I don’t know if that is going to work for everyone. There seems to be some evidence that binaural beats do affect brain waves. It does seem to help me: there are different binaural beats for sleep, focus, and meditation. All of them seem to perform as advertised for me. The brain.FM app also has several guided meditations that I find useful. I got the lifetime subscription to brain.FM with a discount code; that offer seems to have expired, but there do seem to be other discounts available from time to time.
The third app I tried for meditation is Calm.com. The app can act as a background noise generator. It can make the sound of splashing water or wind through the trees (and several other pleasant sounds). I liked those when I was working in a shared office and needed some background noise to help me tune out distractions. They now offer several guided meditations and “sleep stories.” I’m excited to try sleep stories. I guess it’s like a meditative bedtime story to help you go to sleep. I usually don’t fall asleep well if I can hear talking or music. Still, I have found that a relaxation exercise before bed does help me sleep.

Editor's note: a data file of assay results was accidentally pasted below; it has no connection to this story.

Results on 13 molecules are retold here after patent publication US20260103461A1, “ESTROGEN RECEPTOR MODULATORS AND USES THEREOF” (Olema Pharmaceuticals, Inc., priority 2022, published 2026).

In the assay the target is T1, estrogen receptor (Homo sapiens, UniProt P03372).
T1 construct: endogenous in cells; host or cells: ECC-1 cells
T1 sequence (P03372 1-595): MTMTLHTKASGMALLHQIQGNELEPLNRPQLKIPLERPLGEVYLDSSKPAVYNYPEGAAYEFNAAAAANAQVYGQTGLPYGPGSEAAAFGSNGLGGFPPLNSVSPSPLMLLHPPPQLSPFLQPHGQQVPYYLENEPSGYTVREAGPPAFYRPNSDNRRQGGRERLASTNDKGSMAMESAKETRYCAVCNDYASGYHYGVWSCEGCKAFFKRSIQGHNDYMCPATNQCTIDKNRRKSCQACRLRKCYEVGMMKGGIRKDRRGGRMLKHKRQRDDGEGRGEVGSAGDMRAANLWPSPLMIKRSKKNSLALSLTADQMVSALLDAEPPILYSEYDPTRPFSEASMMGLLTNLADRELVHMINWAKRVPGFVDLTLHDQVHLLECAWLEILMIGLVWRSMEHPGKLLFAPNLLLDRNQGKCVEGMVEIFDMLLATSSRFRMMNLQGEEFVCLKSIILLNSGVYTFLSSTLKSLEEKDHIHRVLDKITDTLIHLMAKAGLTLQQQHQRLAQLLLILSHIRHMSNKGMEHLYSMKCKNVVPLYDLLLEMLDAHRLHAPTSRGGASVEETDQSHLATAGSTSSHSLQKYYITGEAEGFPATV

Bonus: I have also tried the insight timer which has a simple timer with chimes at regular intervals. It also has community-uploaded guided meditations. A few of those are good but most of them have a lot of ambient music that I don’t like very much (think sitars, zithers and didgeridoos).
You remember your youth? Going to bed at 3AM after having a lot of fun? Maybe playing video games or drinking at a bar? It felt a little rebellious and irresponsible to be up that late (it’s almost early #LOL). Maybe if you had a late class or a flexible work schedule, you did these shenanigans on a weekday! Those were fun times. This is the exact opposite of that. Try to go to sleep at 7, but fail. Go to sleep at 9 instead and wake up barely able to function.
Step 2: Protein